Whose hands will end up on the money?

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Sweeping changes to the benefits system will have a dramatic impact on the lives of hundreds of the district’s residents.

Scotland’s welfare bill has soared to £15.5 billion and cuts to the budget which critics warn will be inevitable as a result of the Welfare Reform Act, the biggest ever shake-up of social security payouts, will leave the most vulnerable confused, scared and desperate.

The UK Government intends to dismantle the system and replace it with a Universal Credit covering a huge range of entitlement for working age people including working and child tax credits, income support and housing benefit.

Community care grants and crisis loans are also being abolished under the new arrangements to create a package of dramatic change which will start to gain momentum from early next year and be paid through the Scottish Community Support Fund.

The budget for Scotland is expected to be around £25 million a year with Falkirk Council’s share around £845,000.

Work and Pensions Secretary Iain Duncan Smith is already fighting his corner and resisting pressure from Chancellor George Osborne to re-think the scale of further cuts to the welfare budget but set a determined course to deliver the Universal Credit scheme to replace all out-of-work benefits and ensure work always pays.

While that is going on at Westminster, Falkirk Council is already working on ways to not only deliver support under the terms of the new legislation but protect its citizens most likely to be affected.

Key to their plan is to be ready to deliver the Scottish Community Support Fund which will transfer the responsibility for care grants and loans funding to councils from next April. It is expected some of the most ‘at risk’ people across the district who will depend on the fund will likely include:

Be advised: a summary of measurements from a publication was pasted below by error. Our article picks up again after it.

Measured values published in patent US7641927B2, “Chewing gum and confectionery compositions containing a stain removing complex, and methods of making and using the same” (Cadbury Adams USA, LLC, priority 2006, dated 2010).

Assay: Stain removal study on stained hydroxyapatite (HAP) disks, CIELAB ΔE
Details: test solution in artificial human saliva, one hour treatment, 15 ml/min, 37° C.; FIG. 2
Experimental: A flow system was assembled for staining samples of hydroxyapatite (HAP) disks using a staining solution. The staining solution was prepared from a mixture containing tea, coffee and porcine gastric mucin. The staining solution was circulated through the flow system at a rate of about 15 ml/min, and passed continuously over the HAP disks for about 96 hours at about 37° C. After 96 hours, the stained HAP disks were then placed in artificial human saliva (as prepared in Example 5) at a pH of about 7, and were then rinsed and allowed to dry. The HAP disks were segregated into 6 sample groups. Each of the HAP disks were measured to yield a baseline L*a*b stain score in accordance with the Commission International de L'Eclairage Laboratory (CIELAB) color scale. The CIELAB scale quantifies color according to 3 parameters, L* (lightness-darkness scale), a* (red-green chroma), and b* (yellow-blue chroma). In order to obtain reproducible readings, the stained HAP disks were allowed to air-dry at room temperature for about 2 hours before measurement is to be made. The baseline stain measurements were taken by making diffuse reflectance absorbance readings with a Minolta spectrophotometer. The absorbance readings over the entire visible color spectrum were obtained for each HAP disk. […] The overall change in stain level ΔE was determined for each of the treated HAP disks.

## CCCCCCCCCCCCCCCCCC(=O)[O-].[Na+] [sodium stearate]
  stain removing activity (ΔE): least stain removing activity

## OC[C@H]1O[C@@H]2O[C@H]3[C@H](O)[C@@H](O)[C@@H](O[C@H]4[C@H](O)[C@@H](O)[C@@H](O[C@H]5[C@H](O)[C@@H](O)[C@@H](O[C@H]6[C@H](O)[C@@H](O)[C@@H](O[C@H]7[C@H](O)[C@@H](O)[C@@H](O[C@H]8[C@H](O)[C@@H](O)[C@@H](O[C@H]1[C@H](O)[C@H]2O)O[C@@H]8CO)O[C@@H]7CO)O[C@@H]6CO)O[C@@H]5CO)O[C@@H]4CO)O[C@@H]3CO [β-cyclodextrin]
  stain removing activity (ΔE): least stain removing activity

Single people with chaotic lifestyles

 Disabled people

 Lone parents


 Older people


The council is taking notice of the changes and proposals as they emerge from national discussions so it is ready to take informed decisions locally as to what its approach will be when the time comes to protecting those most in need. It is committed to delivering the Scottish Community Care Support Fund efficiently, effectively and on time but concedes the pressure is on to deliver.

It is expected to be ready to provide a face-to-face service for new Universal Credit benefit claimants by October 2013, but a report from the Department of Work and Pensions, which highlights issues around how claimants or clients will access their credits, the support many will need to complete the paperwork to be ready for the switch and the inevitable need for council staff to work with agencies like Job Centre Plus to ensure people claim the Universal Credit online and get support to do that in advance is still being considered.

Another issue the council has to grasp is, while it will be expected to embrace the challenge of ensuring every claimant continues to receive all the financial help they are entitled to under the new system it will have to do it with less money than before.

Because the Housing Benefit administration grant currently provided by the DWP will be reduced next October before being phased out completely and Council Tax Benefit is also being abolished from next April, the council will lose out on two administration grants, reported to be worth up to £1 million a year.

Officers continue to pore over the paperwork and fine print the Welfare Reform Act will need them to address and are expected to bring their initial proposals for the way ahead to the council in November.